Christ’s Insufficient Sufferings?

Previous ruminations on Colossians 1 have taken us through exercising faith while in Christ, believing as doing, Christ the image of God, and the need to participate in Jesus’ saving death through faith.

Jesus’ death reconciles all things. Which makes Paul’s statement at the end of the chapter all the more surprising:

Now I’m happy to be suffering for you. I’m completing what is missing from Christ’s sufferings with my body. I’m doing this for the sake of his body, which is the church. (Col 1:24, CEB)

Paul sees himself so intimately tied to God’s work of redeeming the world in Christ that his own sufferings are wrapped up into the saving death of Jesus. Later in this paragraph, he will say that he is completing the mystery of God by including the Gentiles in the people of God (Col 1:26). And in ch. 2 he will say that Christ himself is the mystery.

All of these pieces work together.

Christ is the mystery. His body is the global body of a reconciled humanity at one with God and purified in himself. The means by which this global mystery comes to revelation is Jesus’ own death and the subsequent ministry of Paul (and others).

Ministers are extensions of the saving work of Christ on the cross. The body of believers is an extension of the saving work of Christ on the cross. In the already/not yet eschatology of a world reconciled and being reconciled to God, the death of Jesus is both a one-off reconciling event and a saving reality that the church is called to extend in space and time.

Paul sees suffering as necessary because he sees a world that is not yet fully subject to the reigning Christ. The means of Christ’s attainment of glory must therefore be perpetuated among Christ’s ambassadors who are bringing that work to its culmination and fulfillment.

So long as there are people who do not know the message, so long as there are ministers taking it to new places, there will be people filling up what is lacking in Christ’s afflictions.

5 thoughts on “Christ’s Insufficient Sufferings?”

  1. I like that explanation Daniel. It addresses one of my reoccurring questions in a simple, viable, and concise way.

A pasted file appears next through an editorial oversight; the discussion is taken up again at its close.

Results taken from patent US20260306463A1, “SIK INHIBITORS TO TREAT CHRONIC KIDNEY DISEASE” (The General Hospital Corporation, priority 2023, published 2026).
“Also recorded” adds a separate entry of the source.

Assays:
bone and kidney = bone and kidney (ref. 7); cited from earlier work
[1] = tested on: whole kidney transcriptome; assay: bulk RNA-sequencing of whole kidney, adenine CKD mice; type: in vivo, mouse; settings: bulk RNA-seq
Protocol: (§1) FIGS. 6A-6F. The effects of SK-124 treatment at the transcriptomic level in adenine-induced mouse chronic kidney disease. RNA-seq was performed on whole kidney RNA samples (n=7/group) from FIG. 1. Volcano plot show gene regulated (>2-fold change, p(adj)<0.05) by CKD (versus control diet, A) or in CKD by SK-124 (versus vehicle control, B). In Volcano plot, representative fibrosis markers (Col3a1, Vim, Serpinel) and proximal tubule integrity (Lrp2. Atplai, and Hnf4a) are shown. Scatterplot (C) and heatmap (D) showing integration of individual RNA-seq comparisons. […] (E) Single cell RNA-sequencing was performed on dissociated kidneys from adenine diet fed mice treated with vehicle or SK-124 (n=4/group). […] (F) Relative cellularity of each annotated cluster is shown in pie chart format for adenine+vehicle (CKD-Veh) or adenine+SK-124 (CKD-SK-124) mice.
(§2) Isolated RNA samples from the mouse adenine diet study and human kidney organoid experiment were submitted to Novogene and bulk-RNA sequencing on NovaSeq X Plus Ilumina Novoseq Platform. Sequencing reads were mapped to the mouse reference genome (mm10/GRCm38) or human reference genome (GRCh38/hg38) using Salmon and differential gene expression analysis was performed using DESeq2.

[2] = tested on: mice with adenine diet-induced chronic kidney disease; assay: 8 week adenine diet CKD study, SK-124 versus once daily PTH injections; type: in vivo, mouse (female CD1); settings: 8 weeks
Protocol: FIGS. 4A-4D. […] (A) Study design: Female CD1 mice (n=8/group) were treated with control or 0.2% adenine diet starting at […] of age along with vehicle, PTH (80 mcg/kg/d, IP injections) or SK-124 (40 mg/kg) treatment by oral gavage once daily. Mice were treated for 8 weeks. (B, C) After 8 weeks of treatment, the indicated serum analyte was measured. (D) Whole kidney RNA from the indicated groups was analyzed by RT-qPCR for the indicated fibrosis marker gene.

2. Seems to me that Col.1:24 has been problematic for commentators because it appears to suggest that Paul somehow thought that the sufferings of Christ were inadequate. It is made to appear like Paul is saying not only that he was imitating Christ’s sufferings but that he was making up what was LACKING in them. This is how most translations read, like the ESV, “I am filling up what is lacking in Christ’s afflictions….”

    But maybe Paul does not locate the lack in Christ’s sufferings, but in his OWN, that he has not yet suffered to the degree Christ has. His desire, as stated in Phil.3 is that he’d imitate Christ somehow in his death and resurrection and then urge the church, as he first did with the Philippians, to “join in imitating me, and keep your eyes on those who walk according to the example you have in us” and then to the church in Thessalonica saying, “you became imitators of us and of the Lord, for you received the word in MUCH AFFLICTION, with the joy of the Holy Spirit, so that you became an example to all the believers in Macedonia and in Achaia” (1 Thess. 1:6-7).

    I wonder if the suffering of the early church, culminating potentially in a death like Jesus’, plays a much more important part in Paul’s theology than we usually allow for. 

  3. If I were to nuance Paul’s words I would say he means is referring to Christ’s sufferings in general ‘for’ his people and assumes we do not think he means Christ’s sufferings ‘instead of’ his people. Paul sees nothing atoning in his sufferings. For example, Christ’s sufferings through life were in the cause of his people and because of his saving mission but they were not atoning. He is only ‘made sin’ on the cross and in death.

    I’ve enjoyed the recent series of posts on both Colossians and the parallels between the professing Church and C1 Israel.

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